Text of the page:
By Fabrizio Luccio
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Additional resources for An Introduction to the Theory of Automata: Course Held at the Department for Automation and Information July 1971
Namely: Proposition 4. Necessary and sufficient condition for automaton A to be observable, is that A is in minimal form. The validity of Proposition 4 relies upon the very general definition of observability (Definition 10), where no constraint was put on the experiment to be used for determining q~. Bounds on the length and size of such experiment have been implicitly derived by Ginsburg  • Some of his results are summarized in the following proposition: Proposition 5. An automaton any state q i.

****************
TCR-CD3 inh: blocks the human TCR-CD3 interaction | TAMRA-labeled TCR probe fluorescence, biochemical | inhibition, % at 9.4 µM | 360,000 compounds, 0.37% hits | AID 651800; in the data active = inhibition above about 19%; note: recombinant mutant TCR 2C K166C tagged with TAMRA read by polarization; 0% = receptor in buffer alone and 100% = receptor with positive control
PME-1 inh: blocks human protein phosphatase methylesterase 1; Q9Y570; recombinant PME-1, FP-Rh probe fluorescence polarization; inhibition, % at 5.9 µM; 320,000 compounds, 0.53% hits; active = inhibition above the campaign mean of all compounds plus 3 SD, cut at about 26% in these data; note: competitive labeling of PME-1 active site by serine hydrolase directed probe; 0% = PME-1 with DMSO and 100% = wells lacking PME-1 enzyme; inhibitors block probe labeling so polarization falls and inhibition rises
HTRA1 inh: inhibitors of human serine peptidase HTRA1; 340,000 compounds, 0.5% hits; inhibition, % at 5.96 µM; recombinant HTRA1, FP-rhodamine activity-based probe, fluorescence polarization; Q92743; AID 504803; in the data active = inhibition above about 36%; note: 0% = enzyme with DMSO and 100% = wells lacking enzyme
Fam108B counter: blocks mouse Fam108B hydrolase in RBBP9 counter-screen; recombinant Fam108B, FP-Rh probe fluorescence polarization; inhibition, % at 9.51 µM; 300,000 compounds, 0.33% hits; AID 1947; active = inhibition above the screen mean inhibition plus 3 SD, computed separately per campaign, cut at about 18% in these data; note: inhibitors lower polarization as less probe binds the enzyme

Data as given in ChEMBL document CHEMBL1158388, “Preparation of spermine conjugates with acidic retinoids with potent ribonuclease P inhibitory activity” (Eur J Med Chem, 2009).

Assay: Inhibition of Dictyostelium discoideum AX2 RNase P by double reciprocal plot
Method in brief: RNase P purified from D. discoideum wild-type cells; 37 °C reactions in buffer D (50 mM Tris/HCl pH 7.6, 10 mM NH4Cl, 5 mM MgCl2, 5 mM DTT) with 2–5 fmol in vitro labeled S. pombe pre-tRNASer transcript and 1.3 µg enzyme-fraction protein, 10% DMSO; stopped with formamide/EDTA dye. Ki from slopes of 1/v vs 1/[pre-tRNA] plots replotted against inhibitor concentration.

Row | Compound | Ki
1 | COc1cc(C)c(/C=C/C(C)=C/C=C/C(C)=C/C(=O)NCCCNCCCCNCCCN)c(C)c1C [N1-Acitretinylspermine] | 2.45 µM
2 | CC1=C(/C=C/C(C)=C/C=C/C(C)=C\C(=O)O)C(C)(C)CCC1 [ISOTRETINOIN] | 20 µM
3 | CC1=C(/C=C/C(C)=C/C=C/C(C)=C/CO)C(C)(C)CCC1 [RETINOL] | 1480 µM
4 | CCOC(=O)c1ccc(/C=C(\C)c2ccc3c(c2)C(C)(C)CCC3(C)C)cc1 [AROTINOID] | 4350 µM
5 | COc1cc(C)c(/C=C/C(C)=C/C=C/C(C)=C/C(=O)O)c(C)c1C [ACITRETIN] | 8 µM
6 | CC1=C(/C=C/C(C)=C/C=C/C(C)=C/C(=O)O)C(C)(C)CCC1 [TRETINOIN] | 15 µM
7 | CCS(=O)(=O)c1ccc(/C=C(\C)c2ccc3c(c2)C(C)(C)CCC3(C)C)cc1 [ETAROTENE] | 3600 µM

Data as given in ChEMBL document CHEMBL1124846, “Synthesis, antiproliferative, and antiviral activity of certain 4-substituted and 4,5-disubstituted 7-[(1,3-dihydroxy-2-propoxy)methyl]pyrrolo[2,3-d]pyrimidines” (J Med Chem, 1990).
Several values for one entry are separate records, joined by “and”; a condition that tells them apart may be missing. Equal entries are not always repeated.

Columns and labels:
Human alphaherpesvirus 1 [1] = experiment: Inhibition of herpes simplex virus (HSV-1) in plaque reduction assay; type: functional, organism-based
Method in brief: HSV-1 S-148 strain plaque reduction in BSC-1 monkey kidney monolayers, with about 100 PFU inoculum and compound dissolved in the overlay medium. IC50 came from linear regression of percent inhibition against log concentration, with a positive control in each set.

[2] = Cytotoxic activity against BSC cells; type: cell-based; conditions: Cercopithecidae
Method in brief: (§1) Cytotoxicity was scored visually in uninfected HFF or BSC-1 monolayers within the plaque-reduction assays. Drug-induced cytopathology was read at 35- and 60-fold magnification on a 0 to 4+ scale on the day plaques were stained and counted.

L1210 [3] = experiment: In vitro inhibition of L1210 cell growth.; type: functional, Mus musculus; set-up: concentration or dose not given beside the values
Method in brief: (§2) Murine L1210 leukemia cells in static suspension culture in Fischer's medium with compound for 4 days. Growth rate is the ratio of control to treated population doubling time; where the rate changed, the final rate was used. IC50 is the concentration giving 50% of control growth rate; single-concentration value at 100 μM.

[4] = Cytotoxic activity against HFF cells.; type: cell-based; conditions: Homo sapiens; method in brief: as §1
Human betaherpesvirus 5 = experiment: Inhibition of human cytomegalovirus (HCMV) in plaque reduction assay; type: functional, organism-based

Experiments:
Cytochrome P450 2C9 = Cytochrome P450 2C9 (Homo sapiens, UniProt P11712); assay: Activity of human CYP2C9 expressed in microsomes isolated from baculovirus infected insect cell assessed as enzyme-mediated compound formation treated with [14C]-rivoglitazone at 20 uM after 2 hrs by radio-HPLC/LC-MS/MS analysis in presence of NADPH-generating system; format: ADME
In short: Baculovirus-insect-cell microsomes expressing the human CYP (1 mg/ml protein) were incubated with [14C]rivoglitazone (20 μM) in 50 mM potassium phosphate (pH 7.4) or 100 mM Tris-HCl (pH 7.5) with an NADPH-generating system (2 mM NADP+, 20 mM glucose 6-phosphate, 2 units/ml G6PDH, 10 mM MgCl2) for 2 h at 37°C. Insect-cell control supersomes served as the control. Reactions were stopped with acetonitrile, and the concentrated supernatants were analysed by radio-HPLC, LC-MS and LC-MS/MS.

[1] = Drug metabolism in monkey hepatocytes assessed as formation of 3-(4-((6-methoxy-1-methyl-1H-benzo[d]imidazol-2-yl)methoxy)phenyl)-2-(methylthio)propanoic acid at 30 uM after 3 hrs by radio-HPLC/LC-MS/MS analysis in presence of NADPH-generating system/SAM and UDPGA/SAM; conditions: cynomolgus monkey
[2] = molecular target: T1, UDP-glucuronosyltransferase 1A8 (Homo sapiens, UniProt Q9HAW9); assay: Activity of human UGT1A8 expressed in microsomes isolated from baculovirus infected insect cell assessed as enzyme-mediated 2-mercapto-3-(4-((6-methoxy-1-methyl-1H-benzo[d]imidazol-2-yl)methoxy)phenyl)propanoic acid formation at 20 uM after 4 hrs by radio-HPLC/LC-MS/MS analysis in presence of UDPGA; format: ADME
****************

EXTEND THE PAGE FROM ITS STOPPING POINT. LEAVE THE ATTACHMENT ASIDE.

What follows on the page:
An experiment on automaton A is a collection of pairs x~, y~, 1 '~' m such that: * i. ~ ii. II is an input sequence; is the output sequence generated by the application 111 of Xd • although iii. , such a state is unknown. The length of the Iongest sequence • is x~ the length of the experiment. mis the size of the experiment. An experiment of size 1 is a simple experiment. Related to previous definitions of equivalence (Defs. 5 and 7), the notion of experiment has a particular relevance. In fact, we can state that: 1.
Minimization of A is still centered on a merging process for its states. However, a new relation specified in the following definition substitutes the equivalence, for the determination of states that can be merged into a single one. Definition 15. States qi. and qi of automaton A are compatible 6. II and YJ* are 1'den- tical, wherever both are specified. In symbols, compatibility is indicated as Cfi. ~ CfJ Between states of a single automaton, compatibility is a less restrictive relation than inclusion.
An Introduction to the Theory of Automata: Course Held at the Department for Automation and Information July 1971 by Fabrizio Luccio